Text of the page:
There’s no arguing that technology has made an indescribable impact on our everyday lives. With all of the innovations staring at us practically every minute, it makes it hard to remember the “old days.”
Harken back to when your print newspaper was waiting for you on the front step in the mornings as you walked out of the house to go to work. With the rise of the Internet, and much print media replaced by online news sources, those days seem long gone. Nowadays, millions of people rely on getting their news from social media sites like Twitter.
How about when you used to check out at the grocery store and the clerk asked you if you wanted to pay by cash or check? In the 2000s, we moved into the phase of electronic payments via credit card or debit card. Nowadays, even credit cards seem old-fashioned with the flurry of payment tech apps like Google Wallet, and ApplePay.
The financial services industry is no different. There used to be one way to receive your financial advice, which was from the traditional, generally high-fee financial advisors such as Dean Witter, Merrill Lynch, Shearson and Smith Barney. As technology evolved, a bevy of online discount brokerages for the self-directed investor such as Ameritrade and E-trade came onto the scene. And now, we’ve seen the rise of the robo-advisors and digital advisors, each offering automated financial planning with varying levels of human engagement.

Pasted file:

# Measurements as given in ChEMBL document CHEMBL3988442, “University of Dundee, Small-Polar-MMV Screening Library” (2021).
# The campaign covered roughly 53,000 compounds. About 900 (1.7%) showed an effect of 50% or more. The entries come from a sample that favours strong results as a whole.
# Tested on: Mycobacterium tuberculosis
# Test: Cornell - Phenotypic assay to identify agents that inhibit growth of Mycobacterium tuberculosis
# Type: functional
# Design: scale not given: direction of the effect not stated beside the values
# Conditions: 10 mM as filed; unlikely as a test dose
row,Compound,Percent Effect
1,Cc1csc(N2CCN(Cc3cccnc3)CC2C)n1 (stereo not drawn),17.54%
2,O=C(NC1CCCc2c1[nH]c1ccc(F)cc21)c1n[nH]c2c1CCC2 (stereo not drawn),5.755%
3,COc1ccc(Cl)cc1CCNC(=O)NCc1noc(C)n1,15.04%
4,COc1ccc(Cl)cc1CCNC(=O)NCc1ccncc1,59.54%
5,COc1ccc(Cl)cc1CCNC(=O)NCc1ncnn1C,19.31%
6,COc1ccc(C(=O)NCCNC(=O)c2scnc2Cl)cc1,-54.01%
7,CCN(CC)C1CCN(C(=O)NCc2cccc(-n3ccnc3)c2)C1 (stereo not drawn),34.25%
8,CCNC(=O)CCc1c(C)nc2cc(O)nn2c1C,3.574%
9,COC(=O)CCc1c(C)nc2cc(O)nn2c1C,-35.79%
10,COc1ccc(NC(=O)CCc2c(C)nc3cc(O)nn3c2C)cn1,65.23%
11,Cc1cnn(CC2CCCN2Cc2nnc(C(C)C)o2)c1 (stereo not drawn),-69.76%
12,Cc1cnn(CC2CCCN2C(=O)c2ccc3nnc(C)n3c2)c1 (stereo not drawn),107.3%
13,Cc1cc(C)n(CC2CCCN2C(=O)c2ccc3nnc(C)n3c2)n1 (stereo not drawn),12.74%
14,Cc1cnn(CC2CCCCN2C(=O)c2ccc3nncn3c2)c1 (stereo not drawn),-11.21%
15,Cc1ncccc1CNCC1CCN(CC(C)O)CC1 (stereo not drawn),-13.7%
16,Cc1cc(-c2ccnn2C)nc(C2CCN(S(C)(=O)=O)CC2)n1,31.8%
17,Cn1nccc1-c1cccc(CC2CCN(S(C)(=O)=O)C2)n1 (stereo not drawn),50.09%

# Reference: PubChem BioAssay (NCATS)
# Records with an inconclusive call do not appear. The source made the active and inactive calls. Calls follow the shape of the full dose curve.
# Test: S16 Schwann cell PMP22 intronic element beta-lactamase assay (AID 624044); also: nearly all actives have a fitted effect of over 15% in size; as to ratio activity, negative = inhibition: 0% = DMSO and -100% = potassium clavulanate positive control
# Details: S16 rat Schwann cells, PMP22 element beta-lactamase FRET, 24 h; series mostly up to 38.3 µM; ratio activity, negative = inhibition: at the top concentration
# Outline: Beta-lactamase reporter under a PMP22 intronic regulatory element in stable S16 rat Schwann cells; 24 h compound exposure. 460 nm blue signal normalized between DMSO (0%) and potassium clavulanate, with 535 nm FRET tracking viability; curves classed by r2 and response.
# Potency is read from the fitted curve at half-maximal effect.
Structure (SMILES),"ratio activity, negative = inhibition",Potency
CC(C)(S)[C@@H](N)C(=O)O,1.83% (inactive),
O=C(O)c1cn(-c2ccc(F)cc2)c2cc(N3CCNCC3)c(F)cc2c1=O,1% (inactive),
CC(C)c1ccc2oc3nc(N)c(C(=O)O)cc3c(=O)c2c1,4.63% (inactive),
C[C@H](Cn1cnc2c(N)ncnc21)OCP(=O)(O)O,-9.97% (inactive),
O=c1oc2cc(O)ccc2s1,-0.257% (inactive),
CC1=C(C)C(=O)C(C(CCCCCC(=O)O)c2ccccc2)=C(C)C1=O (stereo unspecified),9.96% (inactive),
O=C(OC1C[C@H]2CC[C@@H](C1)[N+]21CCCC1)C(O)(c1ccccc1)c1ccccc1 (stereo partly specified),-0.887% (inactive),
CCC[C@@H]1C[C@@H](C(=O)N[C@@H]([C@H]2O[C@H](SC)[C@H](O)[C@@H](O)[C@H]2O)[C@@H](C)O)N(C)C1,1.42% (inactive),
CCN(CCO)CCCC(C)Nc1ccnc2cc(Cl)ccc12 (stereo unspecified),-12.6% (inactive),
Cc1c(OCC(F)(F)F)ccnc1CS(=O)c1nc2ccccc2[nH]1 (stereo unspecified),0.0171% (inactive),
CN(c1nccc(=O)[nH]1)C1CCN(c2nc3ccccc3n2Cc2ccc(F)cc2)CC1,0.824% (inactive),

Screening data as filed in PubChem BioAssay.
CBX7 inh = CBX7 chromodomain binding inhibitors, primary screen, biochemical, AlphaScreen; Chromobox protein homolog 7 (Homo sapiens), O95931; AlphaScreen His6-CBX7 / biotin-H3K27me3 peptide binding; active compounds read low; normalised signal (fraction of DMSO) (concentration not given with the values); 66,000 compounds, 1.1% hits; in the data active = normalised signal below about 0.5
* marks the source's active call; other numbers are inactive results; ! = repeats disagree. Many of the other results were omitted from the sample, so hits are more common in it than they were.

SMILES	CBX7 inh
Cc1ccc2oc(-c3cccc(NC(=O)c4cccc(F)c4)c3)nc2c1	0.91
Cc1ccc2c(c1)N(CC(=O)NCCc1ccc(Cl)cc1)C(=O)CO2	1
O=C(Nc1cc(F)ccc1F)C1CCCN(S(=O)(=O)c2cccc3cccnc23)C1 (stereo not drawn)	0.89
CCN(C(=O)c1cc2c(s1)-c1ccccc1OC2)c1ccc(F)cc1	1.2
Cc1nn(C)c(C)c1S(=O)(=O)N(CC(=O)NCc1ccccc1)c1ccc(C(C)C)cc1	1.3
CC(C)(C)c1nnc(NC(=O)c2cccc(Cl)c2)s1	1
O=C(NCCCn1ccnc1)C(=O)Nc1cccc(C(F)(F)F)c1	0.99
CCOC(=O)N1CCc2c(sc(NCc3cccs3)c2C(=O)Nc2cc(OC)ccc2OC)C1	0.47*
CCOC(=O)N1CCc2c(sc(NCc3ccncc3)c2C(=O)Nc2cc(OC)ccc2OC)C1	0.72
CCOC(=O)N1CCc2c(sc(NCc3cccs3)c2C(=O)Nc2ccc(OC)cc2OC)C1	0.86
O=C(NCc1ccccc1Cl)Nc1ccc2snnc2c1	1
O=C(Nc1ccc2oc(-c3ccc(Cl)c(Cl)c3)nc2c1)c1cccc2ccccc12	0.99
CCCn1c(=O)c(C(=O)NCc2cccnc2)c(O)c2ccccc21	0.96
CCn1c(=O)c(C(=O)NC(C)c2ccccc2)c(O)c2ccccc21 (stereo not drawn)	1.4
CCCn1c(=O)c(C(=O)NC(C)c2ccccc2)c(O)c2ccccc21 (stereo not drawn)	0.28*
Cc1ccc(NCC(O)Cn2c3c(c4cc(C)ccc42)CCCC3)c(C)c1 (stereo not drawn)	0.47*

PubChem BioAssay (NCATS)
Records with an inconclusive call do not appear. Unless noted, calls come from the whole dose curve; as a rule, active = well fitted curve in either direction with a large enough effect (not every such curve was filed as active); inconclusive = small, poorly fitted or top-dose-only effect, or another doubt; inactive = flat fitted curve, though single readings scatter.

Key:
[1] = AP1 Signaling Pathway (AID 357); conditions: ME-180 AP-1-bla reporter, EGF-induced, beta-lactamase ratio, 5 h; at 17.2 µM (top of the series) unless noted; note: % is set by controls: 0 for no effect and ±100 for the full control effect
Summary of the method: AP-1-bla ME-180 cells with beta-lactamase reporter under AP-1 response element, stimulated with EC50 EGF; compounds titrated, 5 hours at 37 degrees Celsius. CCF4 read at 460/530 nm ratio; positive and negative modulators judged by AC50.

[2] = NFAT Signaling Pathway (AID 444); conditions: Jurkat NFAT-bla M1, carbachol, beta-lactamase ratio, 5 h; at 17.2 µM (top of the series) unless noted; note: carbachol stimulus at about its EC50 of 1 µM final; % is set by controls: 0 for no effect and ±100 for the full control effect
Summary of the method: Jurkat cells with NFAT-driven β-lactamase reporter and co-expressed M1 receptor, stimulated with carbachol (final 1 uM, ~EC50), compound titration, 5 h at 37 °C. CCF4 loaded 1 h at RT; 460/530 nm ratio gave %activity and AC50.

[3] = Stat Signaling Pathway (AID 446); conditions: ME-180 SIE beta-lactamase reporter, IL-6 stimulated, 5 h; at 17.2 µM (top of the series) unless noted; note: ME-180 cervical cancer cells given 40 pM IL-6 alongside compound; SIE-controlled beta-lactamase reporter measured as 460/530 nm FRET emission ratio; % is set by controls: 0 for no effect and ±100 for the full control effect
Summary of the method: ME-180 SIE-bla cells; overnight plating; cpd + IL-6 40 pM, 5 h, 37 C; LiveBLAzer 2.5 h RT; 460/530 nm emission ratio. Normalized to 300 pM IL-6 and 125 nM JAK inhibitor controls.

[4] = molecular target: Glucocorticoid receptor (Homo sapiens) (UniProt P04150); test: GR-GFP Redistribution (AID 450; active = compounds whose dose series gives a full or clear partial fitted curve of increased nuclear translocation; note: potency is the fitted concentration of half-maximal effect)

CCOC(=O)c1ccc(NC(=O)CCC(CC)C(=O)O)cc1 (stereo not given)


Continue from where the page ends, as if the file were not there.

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What’s the difference between a robo-advisor and a digital advisor?
A robo-advisor is an online financial advisor that uses algorithms and model portfolios based on certain information that has been obtained from the client. While robo-advisors are attractive based on their low costs and convenience, there is minimal human interaction. The focus is on investment allocation, not financial planning. No one is there to hold your hand while you’re making life’s big financial decisions like how to pay off college loans, having questions about buying that next house, or the deciding on the best savings plan to reach retirement goals.
A digital advisor is a hybrid of a robo-advisor and a traditional financial planner. Offering the online ease and convenience of a robo-advisor, a digital advisor adds in the human element by making a personal advisor accessible to every client via chat or phone. Digital advisors offer more than investment advice. Because users have access to an actual financial planner, they can speak with someone directly about their unique set of circumstances and work together to create a financial plan based on their specific situation.
Which one is right for me?
The players in the space range from robo-advisors that are primarily fully automated with low fees that provide investment planning, to digital advisors that offer a combination of automation and the human element and provide financial planning as well. Below are a few of the well-known players in the space. It’s important to understand the nuanced differences between all of these advisors if you are considering using a robo-advisor or a digital advisor.